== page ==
On 5th May, a Ukrainian band based in Kyiv – Brunettes Shoot Blondes played at the OFF Stage of Mastercard OFF Camera. We spoke with the band’s frontman, Andrii Kovalov.
The first thing that’s visually striking about your works is the ever-present rabbit – music videos, single covers and your logo. Where did it come from?
AK: The story of the rabbit is old and a bit bizarre. When we were to give our first concert in Kyiv, our first performance as the group, until the last moment we had no idea how to name our band. The concert was organized by our friends so everything was already arranged, but the band was still in the process of forming. We had no graphic designer for our logo and I drew the first poster on my own. For some reason, out of the blue, I thought about a rabbit. It was subconscious, and sometimes the things that come to our minds first are best solutions. That’s why the rabbit has stayed with us.
You’re mixing indie rock with some electronics – do you use other artists of this music genre as inspiration for your works?
AK: Actually, when we started to play, there were some bands we wanted to copy, especially those originating from British indie pop. Now, our music is different, it’s not only indie but also electronic, and it’s closer to the mainstream.
Your lyrics are in English, not Ukrainian – why is that? Was that your intention from the outset?
AK: Yes, I've always listened to lots of British and American music. As a teenager, I was a big fan of the Beatles. I wanted to make similar music. A language is an instrument too. When you switch languages, you say something different. That came to us organically, and stayed with us.
It wasn’t your first concert in Poland. You’ve been here a couple of times, e.g. you played together with Happysad. How do you find yourselves here and what do you think about Polish audience?
The Polish audience is great. We’re welcomed with genuine warmth and we can really feel their support. The atmosphere is similar in Western Ukraine, where people are more open to the variety of music. I come from Kryvyi Rih, a city in central Ukraine, slightly eastwards. We’ve been brought up not to show our emotions. The first visit to Poland was amazing to me because of the atmosphere. When we performed with Happysad, playing in front of such a large audience was the greatest experience for us.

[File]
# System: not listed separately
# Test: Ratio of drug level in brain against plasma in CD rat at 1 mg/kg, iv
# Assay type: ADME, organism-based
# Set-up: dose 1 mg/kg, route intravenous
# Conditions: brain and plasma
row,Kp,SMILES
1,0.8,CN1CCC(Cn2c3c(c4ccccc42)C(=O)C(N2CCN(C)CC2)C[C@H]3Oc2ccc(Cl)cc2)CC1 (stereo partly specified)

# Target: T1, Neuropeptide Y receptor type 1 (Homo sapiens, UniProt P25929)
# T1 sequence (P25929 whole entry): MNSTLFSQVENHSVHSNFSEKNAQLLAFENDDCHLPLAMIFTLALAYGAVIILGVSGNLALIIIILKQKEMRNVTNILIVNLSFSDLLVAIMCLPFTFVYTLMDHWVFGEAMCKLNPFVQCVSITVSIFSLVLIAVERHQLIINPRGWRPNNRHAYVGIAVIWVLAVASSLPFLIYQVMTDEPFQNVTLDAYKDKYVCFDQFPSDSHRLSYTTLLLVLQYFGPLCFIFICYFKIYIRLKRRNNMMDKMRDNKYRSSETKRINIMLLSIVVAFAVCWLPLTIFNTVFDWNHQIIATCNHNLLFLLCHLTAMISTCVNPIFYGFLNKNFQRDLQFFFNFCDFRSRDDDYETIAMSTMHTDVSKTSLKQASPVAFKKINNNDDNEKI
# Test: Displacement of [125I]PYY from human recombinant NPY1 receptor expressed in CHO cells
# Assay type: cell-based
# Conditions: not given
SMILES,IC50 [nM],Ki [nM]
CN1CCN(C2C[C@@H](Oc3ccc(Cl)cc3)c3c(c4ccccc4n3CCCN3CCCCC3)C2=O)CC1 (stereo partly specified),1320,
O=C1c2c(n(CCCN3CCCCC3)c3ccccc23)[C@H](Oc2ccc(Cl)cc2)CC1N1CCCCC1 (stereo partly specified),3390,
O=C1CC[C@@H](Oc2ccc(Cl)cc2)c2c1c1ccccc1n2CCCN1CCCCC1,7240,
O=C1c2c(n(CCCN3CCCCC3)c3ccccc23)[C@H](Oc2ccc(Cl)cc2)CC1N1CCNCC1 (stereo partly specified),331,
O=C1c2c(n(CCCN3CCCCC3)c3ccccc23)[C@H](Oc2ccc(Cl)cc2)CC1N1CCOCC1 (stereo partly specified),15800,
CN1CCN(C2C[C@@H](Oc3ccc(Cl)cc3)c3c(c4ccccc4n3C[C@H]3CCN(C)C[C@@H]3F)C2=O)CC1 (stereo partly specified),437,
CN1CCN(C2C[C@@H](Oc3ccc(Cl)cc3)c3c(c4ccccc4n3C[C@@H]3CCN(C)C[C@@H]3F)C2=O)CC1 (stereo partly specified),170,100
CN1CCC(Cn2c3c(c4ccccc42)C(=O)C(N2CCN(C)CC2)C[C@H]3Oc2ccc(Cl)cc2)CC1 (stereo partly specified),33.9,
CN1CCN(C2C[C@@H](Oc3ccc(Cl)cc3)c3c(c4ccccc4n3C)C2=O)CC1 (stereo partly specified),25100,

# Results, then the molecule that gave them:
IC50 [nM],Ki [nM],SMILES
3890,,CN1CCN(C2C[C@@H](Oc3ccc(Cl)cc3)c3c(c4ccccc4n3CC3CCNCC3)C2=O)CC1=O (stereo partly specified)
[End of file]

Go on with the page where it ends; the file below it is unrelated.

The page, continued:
How did you manage to cross the border and enter Poland to play concert for Mastercard Off Camera audience?
AK: When the war broke out, some of the members of our band were outside Ukraine, somewhere in Europe. We’ve decided to stay here to be useful and to provide help also from here, because it’s necessary. Other members of the band arrived here from Ukraine and they need to come back tomorrow. They’ve left the country on a special 48-hour pass.
In what way can your art and music help in the context of the situation in Ukraine?
AK: We generally try to help and use our contacts to organize specific actions – humanitarian and information assistance. War doesn’t make it easy to make music, because we concentrate on what’s around us. But the music itself is still important to people, they need to listen to it and get support from their favorite bands and artists. So that they could feel at least a bit better at this difficult time.
Would you like to add anything?
Yes, I’ve already said that from stage. We’re very grateful to everyone from Poland, to Polish people, for all the support we get from them. Polish people are true brothers and sisters who help us through these hard times. I’m sure the relations will grow even stronger in the future.
Interviewer: Karolina Potrzebska